Have You Read the Report Yet?
Recent news stories - all feeding off of an initial scoop last week by the Orlando Sentinel, have gone into great detail about what the CAIB's final report is purported to contain. The Sentinel's article described only an outline - one which was later confirmed by CAIB members. Subsequent articles and extrapolations by reporters have given the impression that there is indeed a report already in existence. Despite CAIB protestations that the writing has just begun, a rather detailed Executive Summary of nearly 100 pages is already in existence.
While the CAIB is clearly winding down this public aspect of its activities and moving into the report writing process. None the less fact finding continues. According to a presentation by Scott Hubbard, dditional impact tests will continue until the end of this month.
Inevitably, as the report does grow beyond its current fragmentary status into a full blown draft portions are certain to start making their way into the public eye. Given the way information has surfaced from the CAIB as well as NASA - most of it in a rather open manner, I will predict that there will be little or no surprise as to what the CAIB finds - or recommends by the time the final printed version is handed out at a press conference.
Moreover, the expected delivery date is certain to allow for a overall muted response to whatever it contains. The CAIB is now working to complete their task - on or around 24 July 2003 - just in time to catch members of Congress before they are supposed to depart on a planned recess. Given this specific delivery date, it is likely that any organized Congressional insight (hearings) into the report will not emerge until September.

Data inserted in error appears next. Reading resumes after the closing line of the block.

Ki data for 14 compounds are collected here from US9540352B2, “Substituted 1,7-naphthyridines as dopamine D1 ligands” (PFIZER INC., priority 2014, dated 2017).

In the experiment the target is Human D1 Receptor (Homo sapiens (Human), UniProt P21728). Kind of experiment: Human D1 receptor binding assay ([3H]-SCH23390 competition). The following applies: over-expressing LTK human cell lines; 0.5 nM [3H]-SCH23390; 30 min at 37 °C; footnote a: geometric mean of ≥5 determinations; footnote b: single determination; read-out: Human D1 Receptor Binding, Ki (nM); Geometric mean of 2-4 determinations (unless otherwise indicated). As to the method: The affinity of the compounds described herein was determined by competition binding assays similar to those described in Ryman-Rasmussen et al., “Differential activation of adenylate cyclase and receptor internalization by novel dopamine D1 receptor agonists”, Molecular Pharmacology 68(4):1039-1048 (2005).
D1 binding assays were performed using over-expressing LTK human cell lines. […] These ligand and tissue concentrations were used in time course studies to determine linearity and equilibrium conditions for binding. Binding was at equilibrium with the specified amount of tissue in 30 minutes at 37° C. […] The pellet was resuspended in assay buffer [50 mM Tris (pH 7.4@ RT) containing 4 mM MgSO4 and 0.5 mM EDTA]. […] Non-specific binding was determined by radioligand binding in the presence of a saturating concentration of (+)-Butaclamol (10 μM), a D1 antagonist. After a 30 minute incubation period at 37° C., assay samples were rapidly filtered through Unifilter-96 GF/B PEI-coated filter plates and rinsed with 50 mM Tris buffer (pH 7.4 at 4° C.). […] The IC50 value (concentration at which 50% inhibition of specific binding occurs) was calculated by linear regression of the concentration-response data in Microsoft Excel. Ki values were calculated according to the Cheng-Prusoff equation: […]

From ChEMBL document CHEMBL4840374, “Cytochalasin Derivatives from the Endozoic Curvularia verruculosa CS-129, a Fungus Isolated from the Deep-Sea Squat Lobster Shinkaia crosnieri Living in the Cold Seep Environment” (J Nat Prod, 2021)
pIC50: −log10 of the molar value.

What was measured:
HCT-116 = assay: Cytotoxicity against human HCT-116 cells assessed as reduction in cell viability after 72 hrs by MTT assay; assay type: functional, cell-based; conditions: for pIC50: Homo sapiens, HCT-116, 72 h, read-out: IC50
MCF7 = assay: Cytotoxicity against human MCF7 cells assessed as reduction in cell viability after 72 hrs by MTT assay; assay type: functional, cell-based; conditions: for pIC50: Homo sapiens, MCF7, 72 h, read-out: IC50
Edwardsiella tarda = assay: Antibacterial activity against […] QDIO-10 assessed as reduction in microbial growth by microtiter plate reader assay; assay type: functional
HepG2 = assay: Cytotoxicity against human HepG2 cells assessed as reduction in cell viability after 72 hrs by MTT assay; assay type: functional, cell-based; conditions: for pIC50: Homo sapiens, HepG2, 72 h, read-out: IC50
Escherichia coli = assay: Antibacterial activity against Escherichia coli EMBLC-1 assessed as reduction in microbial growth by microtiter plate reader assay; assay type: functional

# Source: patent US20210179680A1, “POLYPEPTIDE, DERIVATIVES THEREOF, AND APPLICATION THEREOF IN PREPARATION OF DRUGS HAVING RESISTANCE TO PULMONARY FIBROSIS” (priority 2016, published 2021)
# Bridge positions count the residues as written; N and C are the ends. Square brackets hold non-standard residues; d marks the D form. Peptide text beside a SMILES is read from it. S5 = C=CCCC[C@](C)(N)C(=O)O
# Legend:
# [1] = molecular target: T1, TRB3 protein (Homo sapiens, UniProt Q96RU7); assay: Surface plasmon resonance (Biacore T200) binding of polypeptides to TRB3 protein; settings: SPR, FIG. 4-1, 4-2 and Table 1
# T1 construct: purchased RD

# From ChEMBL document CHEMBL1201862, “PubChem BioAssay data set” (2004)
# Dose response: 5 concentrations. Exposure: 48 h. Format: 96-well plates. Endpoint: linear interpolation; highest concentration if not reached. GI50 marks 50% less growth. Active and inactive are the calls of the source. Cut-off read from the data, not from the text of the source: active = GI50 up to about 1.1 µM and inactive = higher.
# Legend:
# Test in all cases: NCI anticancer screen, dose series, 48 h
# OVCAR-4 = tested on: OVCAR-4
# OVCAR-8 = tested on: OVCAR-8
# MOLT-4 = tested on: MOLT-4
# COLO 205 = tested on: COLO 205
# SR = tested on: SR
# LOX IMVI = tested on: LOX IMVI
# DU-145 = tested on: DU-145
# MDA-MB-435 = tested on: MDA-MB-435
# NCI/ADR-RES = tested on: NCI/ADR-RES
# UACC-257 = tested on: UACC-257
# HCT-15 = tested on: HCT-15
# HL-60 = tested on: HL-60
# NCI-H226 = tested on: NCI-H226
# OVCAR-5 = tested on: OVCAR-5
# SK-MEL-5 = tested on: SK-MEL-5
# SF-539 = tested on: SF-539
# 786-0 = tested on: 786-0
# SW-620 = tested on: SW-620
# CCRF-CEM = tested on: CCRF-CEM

Richard Feynman wrote his own observations on the overall Challeneger investigation. While these two Shuttle accidents are separated not only in time, but also to a great extent in their respective root causes, one section of Feynman's comments bears repeating as the Columbia Investigation steers towards its report writing:
"Let us make recommendations to ensure that NASA officials deal in a world of reality in understanding technological weaknesses and imperfections well enough to be actively trying to eliminate them. They must live in reality in comparing the costs and utility of the Shuttle to other methods of entering space. And they must be realistic in making contracts, in estimating costs, and the difficulty of the projects. Only realistic flight schedules should be proposed, schedules that have a reasonable chance of being met. If in this way the government would not support them, then so be it. NASA owes it to the citizens from whom it asks support to be frank, honest, and informative, so that these citizens can make the wisest decisions for the use of their limited resources.
For a successful technology, reality must take precedence over public relations, for nature cannot be fooled."